UF Review: Do you write with an audience in mind or for yourself? How do you negotiate the two — audience and self — in the writing process?
Lisicky: I’m always thinking about the reader, but you can’t think so much about the reader that you’re writing outside the work, watching yourself speak and think. It’s an odd trick: to be entirely immersed in the work and to think about what the reader’s going to make of the work. I couldn’t begin to articulate how that’s done. I think it’s essentially about refining two different muscles, getting them to work together, in sync, so you don’t even know you’re doing it.
UF Review: Where do you look for inspiration? What first called you to write?
Lisicky: I feel aimless and cranky if I’m not making something. I’ve always needed to be making something, even when I was kid. To me it’s about making order, paying attention, doing one’s best to name the light and dark in every situation. It’s probably akin to praying, though I don’t mean to confuse things with that metaphor. Honestly, I just write what I need to. If we’re doing what we can to be present, there’s always some issue pressing on us, something that needs to be tended to, worked through. It also certainly helps to come under the spell of a new book, a new writer. Giving oneself permission to be fed by that.
UF Review: You currently teach at NYU, previously teaching elsewhere. What do you like about teaching? Does teaching make you a better writer? A better reader?
Lisicky: Teaching definitely makes you a better reader, and it can make you a better writer too. I think what I’ve learned about structure and meaning could only have come through thinking about those things in relationship to the work of others.
There’s nothing better than a good class — all these minds coming together on a common project: how do we help this story do what it already does, but much better? How do we make it sound like itself? There’s a beauty to that. And I love the classroom as a place of thinking in action. You come into the room thinking one thing, and you come out with your first thoughts revised, expanded. And we’re all a little more awake. (We hope!)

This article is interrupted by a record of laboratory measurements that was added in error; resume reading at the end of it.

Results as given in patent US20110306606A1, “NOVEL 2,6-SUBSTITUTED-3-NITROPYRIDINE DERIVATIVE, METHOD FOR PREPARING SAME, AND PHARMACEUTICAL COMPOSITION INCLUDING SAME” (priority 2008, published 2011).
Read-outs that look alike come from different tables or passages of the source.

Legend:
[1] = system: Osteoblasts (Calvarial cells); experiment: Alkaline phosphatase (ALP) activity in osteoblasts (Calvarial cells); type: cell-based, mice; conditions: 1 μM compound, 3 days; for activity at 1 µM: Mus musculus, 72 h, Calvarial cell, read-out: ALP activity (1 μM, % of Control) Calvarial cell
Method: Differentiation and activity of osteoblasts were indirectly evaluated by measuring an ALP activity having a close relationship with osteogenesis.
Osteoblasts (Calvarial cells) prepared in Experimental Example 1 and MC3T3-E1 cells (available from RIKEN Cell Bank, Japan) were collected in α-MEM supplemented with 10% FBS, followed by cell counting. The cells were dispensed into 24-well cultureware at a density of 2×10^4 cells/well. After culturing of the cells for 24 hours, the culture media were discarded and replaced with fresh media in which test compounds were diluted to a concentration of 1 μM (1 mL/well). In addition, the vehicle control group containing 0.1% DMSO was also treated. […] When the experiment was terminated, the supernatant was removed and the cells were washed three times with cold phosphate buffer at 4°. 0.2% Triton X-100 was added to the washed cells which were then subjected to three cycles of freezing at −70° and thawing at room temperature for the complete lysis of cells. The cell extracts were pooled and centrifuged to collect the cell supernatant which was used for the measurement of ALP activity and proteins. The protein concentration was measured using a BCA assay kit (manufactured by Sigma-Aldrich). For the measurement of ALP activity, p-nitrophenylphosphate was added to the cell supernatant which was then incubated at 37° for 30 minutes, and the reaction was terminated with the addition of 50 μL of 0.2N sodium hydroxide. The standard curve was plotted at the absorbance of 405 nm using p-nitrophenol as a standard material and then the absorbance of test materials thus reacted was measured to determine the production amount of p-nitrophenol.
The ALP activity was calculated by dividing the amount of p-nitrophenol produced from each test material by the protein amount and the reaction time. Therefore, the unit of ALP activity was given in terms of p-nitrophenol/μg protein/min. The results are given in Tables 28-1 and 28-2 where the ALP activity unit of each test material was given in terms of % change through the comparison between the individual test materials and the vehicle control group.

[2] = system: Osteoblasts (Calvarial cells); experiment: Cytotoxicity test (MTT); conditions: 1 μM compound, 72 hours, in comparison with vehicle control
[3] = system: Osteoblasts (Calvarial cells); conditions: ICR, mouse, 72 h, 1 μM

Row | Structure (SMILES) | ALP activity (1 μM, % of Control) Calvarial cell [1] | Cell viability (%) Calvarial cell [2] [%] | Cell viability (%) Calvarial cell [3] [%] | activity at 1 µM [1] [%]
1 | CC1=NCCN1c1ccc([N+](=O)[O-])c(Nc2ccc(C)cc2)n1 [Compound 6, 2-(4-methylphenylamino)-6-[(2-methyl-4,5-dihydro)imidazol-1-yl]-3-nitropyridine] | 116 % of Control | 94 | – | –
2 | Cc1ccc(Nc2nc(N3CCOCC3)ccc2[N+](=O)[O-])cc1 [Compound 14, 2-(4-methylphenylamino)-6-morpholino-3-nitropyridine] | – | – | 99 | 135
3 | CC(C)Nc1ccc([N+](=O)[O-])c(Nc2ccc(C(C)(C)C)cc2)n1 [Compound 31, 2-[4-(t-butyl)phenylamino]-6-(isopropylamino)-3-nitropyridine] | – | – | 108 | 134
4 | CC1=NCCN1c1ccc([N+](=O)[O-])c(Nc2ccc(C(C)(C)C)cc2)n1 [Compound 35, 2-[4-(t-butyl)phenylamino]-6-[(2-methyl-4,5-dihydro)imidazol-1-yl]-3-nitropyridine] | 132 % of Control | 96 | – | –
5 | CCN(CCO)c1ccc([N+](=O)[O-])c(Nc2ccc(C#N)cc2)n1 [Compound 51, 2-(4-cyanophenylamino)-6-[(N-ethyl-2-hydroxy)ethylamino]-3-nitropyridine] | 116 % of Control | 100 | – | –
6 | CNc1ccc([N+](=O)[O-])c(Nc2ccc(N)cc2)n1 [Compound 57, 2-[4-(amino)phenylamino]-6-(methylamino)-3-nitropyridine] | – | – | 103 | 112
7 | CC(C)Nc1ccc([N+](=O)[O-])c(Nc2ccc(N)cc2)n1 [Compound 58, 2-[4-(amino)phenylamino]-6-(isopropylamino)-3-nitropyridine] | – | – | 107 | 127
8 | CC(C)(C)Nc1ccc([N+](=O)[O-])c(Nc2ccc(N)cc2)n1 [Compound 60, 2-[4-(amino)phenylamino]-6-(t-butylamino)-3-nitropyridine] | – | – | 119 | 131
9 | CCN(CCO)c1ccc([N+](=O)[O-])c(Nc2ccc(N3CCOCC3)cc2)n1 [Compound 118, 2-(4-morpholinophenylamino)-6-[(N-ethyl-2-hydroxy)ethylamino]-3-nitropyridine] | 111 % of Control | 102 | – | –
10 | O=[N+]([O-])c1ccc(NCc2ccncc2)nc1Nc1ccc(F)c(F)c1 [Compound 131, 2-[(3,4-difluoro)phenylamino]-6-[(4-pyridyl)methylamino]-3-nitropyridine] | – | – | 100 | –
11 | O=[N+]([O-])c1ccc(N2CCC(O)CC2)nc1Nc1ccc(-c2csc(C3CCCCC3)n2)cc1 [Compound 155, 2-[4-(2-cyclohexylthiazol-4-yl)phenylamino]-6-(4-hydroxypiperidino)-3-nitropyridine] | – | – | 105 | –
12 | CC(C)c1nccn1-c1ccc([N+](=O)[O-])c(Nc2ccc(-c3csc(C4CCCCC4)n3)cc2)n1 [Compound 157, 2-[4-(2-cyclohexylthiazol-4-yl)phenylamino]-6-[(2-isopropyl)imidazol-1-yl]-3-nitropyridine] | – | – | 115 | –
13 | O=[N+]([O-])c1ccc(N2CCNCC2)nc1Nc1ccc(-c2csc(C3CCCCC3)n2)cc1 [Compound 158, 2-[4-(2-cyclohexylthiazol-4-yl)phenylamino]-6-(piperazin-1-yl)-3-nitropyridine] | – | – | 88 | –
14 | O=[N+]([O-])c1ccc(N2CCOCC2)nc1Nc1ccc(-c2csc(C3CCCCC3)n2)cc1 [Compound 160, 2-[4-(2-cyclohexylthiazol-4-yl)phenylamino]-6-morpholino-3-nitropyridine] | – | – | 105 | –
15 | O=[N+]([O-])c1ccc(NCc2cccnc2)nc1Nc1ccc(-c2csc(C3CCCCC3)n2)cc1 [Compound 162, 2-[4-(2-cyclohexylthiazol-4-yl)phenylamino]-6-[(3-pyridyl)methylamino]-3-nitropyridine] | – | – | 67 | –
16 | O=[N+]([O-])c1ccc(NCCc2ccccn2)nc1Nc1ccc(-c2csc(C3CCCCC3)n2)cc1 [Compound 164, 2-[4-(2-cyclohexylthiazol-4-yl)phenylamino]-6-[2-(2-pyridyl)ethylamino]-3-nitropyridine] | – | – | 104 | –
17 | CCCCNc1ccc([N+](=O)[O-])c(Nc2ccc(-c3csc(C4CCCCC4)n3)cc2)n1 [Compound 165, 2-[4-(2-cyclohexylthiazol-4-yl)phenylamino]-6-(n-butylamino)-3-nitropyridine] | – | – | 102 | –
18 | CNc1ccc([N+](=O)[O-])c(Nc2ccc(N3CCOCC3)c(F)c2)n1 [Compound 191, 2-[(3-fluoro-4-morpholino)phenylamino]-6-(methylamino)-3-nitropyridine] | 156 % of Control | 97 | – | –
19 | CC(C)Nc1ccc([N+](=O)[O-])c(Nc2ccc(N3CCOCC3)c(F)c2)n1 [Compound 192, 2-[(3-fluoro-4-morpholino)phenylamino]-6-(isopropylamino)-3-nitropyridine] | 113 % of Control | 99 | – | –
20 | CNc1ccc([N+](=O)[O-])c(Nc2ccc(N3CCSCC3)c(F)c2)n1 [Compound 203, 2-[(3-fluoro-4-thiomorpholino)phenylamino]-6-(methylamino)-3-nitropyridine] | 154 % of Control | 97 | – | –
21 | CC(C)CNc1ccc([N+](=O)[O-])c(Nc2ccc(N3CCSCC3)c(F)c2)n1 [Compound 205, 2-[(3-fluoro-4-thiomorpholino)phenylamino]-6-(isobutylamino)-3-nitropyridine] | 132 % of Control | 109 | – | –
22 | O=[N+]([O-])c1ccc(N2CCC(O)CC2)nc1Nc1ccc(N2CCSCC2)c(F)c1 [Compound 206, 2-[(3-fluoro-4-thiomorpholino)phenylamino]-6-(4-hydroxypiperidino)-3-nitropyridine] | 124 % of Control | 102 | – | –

UF Review: If one of your students came to you and asked how to break into the writing world, what would you tell him or her?
Lisicky: I’d say to concentrate on the writing first. Write what you need to write, write what you love to write. The monolithic, old school publishing industry is crumbling in front of our eyes right now, and we don’t have to roll over on our backs and try to submit to it anymore. In its place there are already so many more opportunities to be seen: small presses, web-based publishers, etc. So I don’t think it’s going to be as hard to be published per se, but the work’s going to have to be stronger if it’s going to rise to the top. Think about how the web has changed the distribution of music in the last five years; it’s a lot more democratic, but there’s a lot more. So you have to be good. People do talk about good work; it’s passed around, and we have the channels to do that now.
UF Review: New York is such a great city — any favorite spots?
Lisicky: The city is stimulating; there are so many choices that I, at least, tune a good deal of it out in order to live a peaceful, orderly life here. I love walking on the High Line, for instance, but everyone loves walking on the High Line. I like to go, though, in the hour before it closes, after nine, and there you are among the trees, the river right there, the openings beneath buildings. The lights. It’s oddly restorative in a hyper-stimulating place.
My other favorite place: Coney Island. I love going to the beach in Coney Island, I love walking the boardwalk, walking out the Steeplechase Pier. There’s a wonderful building on the west end of the boardwalk that’s boarded up. For many years it was Child’s restaurant, then more recently it was Lola Staar’s Dreamland, a roller skating rink. It’s so full of soul; the outside is covered with stucco friezes of King Neptune and seahorses and fish. I could look at it all day and be happy.
UF Review: Outside of writing, do you have any hobbies? Any activities you enjoy? Do your writing and non-writing lives speak to each other?
Lisicky: Well, music is once again my big thing. I could spend hours and hours listening to new bands. Let’s see, recent loves. Not to namedrop, but here’s my little list: Dirty Projectors, Twin Sister, Bear in Heaven, the morning benders, Olaf Arnolds, Ariel Pink. And there’s my old loves, of course: Joni Mitchell, Laura Nyro, Bjork.
I love going to the beach, I love taking day trips out of town. I was an okay runner for a while but I got out of the habit after an injury. Now that is very good for the writing, the way it frees up the mind. Physical exercise always seems to be very good for the mind.
UF Review: Please share anything else you’d like to say.
Lisicky: This has been fun, thank you very much.